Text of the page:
In Study 2 (N = 380), we investigated whether brilliant women elicit more negative reactions than brilliant men. Using vignettes, we found that in work contexts (but not in romantic contexts), brilliant women were indeed more likely to receive negative reactions than men. Specifically, people were less willing to interact or work with a brilliant woman compared to a brilliant man, they liked a brilliant woman less and ascribed more negative traits to her.

While these findings overall indicate that people perceive brilliance as a male trait and react more negatively to brilliant women, our second set of studies looked at how women "cope" with this type of discrimination. We investigated whether women try to restore their traditional gender role in contexts that highlight their brilliance. Specifically, we investigated whether they try to do so by downplaying their brilliance (Study 3) and behaving in more feminine ways (Study 4), in order to escape backlash.

The results of Study 3 (a vignette and biographical study with PhD students, N = 291) and Study 4 (a lab experiment with university students, N = 242) showed that there were no differences between women and men in none of the above-mentioned behaviors. However, in Study 3, post hoc analyses revealed that downplaying one’s brilliance was related to the gender role rather than to gender per se. That is, for both men and women, being more feminine tended to be associated with more downplaying behaviors, while for women, being more masculine was associated with less downplaying behaviors.

These findings indicate that downplaying one’s brilliance is not tied to gender, but to the gender role that people endorse. Importantly, what "hinders" people most from expressing their brilliance are higher levels of femininity and lower levels of masculinity, a composition which is usually found among women. This suggests that, although society rewards women when they adhere to a traditional gender role, doing so might deter women from presenting themselves as brilliant.

Our research points to the possibility that women might be underrepresented in academic fields and positions associated with brilliance because brilliance is a gendered trait (i.e. high in masculinity and low in femininity). Hence, beliefs about brilliance not only concern intellectual ability and aptitude, but also include convictions about which personality traits are required to succeed in these fields – traits that are associated with a male gender role. Consequently, brilliance can be more easily "performed" by people who have internalized a male gender role (which are more often men than women).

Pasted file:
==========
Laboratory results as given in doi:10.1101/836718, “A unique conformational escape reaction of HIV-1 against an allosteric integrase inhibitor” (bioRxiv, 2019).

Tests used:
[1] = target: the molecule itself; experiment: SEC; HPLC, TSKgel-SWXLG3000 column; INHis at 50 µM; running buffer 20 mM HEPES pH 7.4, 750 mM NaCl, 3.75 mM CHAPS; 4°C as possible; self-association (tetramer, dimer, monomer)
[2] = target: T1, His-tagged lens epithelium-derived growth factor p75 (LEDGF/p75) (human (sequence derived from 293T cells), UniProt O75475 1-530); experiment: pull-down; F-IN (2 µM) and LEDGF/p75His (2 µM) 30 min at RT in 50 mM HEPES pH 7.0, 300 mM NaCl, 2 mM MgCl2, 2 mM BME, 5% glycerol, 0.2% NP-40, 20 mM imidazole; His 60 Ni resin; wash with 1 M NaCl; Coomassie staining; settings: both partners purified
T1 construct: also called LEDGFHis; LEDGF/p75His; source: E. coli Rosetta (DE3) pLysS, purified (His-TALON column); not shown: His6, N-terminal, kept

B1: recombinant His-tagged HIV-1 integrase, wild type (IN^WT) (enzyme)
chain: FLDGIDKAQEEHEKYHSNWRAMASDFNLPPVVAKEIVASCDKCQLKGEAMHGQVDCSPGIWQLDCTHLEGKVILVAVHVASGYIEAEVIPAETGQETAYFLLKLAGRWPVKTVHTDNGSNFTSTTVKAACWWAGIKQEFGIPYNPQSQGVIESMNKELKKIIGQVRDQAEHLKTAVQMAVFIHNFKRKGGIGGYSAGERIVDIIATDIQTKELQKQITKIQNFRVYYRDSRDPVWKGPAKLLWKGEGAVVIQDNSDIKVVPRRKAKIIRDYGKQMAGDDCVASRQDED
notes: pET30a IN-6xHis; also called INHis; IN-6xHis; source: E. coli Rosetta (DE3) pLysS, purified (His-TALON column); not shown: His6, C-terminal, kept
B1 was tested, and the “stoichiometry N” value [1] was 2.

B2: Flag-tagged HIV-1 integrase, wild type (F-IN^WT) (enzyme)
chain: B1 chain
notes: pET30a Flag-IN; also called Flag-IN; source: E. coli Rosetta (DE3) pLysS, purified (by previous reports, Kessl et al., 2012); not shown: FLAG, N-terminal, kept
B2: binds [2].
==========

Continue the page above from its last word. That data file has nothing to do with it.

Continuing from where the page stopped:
A direct implication of our findings is that brilliance needs to be de-gendered. Static gender roles seem to form a barrier for women‘s success in brilliance-associated fields, but so do cultural stereotypes around brilliance. Stereotypical depictions of brilliance are still present in educational institutions, books and the media (e.g., Big Bang Theory). Although brilliant female role models have increasingly become more visible, such role models need to be close and relatable for girls and women to be able to identify with them (e.g., Lockwood & Kunda, 1997). Future research could design interventions that follow this goal.

In future studies, we plan to extend this line of research and investigate whether women perceive themselves as less brilliant than men. Moreover, we are interested in whether men have a lower threshold for what constitutes downplaying behavior because they are more used to self-promote than women, and hence, might perceive that they are downplaying their intelligence much faster than women would think that about their own behavior. With this research, we hope to continue to debunk myths about brilliance.

Inna Ksenofontov (University in Hagen, Germany)
Alexandra Fleischmann (University of Cologne, Germany)
Rotem Kahalon (Tel Aviv University, Israel)
Boglárka Nyúl (Eötvös Loránd University, Hungary)